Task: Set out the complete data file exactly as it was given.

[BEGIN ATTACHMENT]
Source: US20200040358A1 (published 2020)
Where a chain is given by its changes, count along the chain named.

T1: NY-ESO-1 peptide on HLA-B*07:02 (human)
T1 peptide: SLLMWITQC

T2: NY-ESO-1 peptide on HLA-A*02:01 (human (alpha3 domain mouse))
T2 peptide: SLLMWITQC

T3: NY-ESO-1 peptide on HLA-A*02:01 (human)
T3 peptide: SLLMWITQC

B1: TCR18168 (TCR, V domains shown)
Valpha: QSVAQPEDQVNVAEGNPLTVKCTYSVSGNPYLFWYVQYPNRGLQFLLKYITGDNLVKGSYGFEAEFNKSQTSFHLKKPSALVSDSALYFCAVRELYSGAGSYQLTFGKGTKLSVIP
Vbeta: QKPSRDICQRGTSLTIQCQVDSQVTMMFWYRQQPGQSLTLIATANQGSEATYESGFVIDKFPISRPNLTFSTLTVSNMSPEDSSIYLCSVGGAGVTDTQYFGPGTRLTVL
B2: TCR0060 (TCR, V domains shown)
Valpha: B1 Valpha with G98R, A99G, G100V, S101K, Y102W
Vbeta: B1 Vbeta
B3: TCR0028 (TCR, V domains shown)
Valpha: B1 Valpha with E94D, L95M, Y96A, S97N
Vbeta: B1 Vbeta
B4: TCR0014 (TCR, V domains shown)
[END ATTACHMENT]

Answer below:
Source: US20200040358A1 (published 2020)
Where a chain is given by its changes, count along the chain named.

T1: NY-ESO-1 peptide on HLA-B*07:02 (human)
T1 peptide: SLLMWITQC

T2: NY-ESO-1 peptide on HLA-A*02:01 (human (alpha3 domain mouse))
T2 peptide: SLLMWITQC

T3: NY-ESO-1 peptide on HLA-A*02:01 (human)
T3 peptide: SLLMWITQC

B1: TCR18168 (TCR, V domains shown)
Valpha: QSVAQPEDQVNVAEGNPLTVKCTYSVSGNPYLFWYVQYPNRGLQFLLKYITGDNLVKGSYGFEAEFNKSQTSFHLKKPSALVSDSALYFCAVRELYSGAGSYQLTFGKGTKLSVIP
Vbeta: QKPSRDICQRGTSLTIQCQVDSQVTMMFWYRQQPGQSLTLIATANQGSEATYESGFVIDKFPISRPNLTFSTLTVSNMSPEDSSIYLCSVGGAGVTDTQYFGPGTRLTVL
B2: TCR0060 (TCR, V domains shown)
Valpha: B1 Valpha with G98R, A99G, G100V, S101K, Y102W
Vbeta: B1 Vbeta
B3: TCR0028 (TCR, V domains shown)
Valpha: B1 Valpha with E94D, L95M, Y96A, S97N
Vbeta: B1 Vbeta
B4: TCR0014 (TCR, V domains shown)